Rap has also given us a new meaning of lit. In the last ten or so years, lit has transitioned from being applied to the act of intoxicating ("gonna get lit") to the environment of those who are lit ("party's lit"). The wildness of such parties has led to lit gaining the meaning “exciting,” as well as a broader meaning along the lines of “excellent” (“Leslie Jones's commentary on the Olympics was lit"). We have evidence of the “exciting” and “excellent” meanings way back to 2004, and earlier use is likely—slang is often spoken long before it’s written down. This extended meaning of lit is a favorite on social media like Twitter.

There is also a discussion in a Sports, Hip Hop & Piff forum where they are trying to find the origin of the phrase "It's lit": http://www.thecoli.com/threads/the-term-its-lit-who-started-that.358480/page-2

  • 1
    J.E. Lighter, Random House Historical Dictionary of American Slang (1997) cites this instance of lit up from William J. Kountz, Jr., Billy Baxter' Letters (1899), page 42: "Every time the general gets lit up, he places his arm around your shoulder." Lighter cites six other instances of the slang term from before 1914, as well.
    – Sven Yargs
    Jan 1, 2016 at 23:32
  • @SvenYargs: Are you sure it means "drunk" there? Can it be a figurative usage? Etymonline gives 1914 also. But OED and Etymonline sometimes don't give the earliest date.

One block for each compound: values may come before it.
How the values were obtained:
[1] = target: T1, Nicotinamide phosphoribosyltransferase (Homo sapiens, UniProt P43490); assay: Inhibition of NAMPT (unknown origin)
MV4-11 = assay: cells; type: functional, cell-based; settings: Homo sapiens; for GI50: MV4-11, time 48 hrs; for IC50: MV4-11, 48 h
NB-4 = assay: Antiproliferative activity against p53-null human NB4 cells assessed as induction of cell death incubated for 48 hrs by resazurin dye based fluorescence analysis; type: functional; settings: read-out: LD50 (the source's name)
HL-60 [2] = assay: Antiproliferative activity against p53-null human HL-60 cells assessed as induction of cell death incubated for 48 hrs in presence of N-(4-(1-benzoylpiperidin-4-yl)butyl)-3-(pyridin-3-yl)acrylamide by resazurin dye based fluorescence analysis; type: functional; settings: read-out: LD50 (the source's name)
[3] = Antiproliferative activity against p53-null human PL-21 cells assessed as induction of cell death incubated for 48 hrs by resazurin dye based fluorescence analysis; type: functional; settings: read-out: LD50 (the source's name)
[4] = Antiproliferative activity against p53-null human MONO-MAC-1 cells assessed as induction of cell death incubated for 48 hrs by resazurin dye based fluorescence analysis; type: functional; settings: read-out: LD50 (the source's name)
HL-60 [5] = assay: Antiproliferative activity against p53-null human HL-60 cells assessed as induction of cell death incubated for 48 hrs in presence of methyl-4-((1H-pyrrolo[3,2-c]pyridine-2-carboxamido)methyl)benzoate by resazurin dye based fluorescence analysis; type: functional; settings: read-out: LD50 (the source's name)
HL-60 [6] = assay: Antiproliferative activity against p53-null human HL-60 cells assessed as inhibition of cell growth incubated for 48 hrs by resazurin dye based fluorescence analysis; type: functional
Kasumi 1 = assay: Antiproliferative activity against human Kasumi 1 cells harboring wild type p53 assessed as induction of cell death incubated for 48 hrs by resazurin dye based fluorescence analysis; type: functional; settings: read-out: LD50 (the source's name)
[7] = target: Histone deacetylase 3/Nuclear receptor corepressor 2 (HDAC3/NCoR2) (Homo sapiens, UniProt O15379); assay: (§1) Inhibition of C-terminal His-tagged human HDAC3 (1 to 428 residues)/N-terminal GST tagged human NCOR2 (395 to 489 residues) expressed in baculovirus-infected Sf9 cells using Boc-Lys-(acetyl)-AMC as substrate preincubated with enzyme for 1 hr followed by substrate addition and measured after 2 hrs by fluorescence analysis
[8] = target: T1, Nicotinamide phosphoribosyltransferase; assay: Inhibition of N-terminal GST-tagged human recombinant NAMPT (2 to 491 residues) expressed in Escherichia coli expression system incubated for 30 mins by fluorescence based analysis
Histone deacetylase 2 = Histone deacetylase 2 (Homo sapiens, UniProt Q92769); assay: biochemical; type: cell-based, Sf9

– ermanen
    Jan 1, 2016 at 23:50
  • I think it's very likely to mean "tipsy" in the context of the story. The next instance that Lighter cites—from George Ade, The Girl Proposition: A Bunch of He and She Fables (1902), page 62—is unmistakable: "He came back a trifle Squiffy. He was all Lit Up." In this case, the source of the lighting up was "stow[ing] away five Santiago Sours" that "leave you wrecked on the Beach."
    – Sven Yargs
    Jan 2, 2016 at 0:00
  • 1
    @ermanen Thanks! Is this the same lit as seen recently? What accounts for its recent and sudden popularity 45 years after your latest quotation?
    – Hugo
    Jan 2, 2016 at 6:46
  • @Hugo: Maybe because of a rap song? :)
    – ermanen
    Jan 2, 2016 at 23:01

The word means different things in accordance to the context in which it was applied.


  1. My Year is starting off lit af👌🏼 ...but is gonna be TD by Monday morning
    Meaning: my year, 2016, is starting off really well, but it will be even better by Monday Morning. Lit in this context means great, AF means as fuck. *Also, TD means Touch Down, which implies success or a great achievement.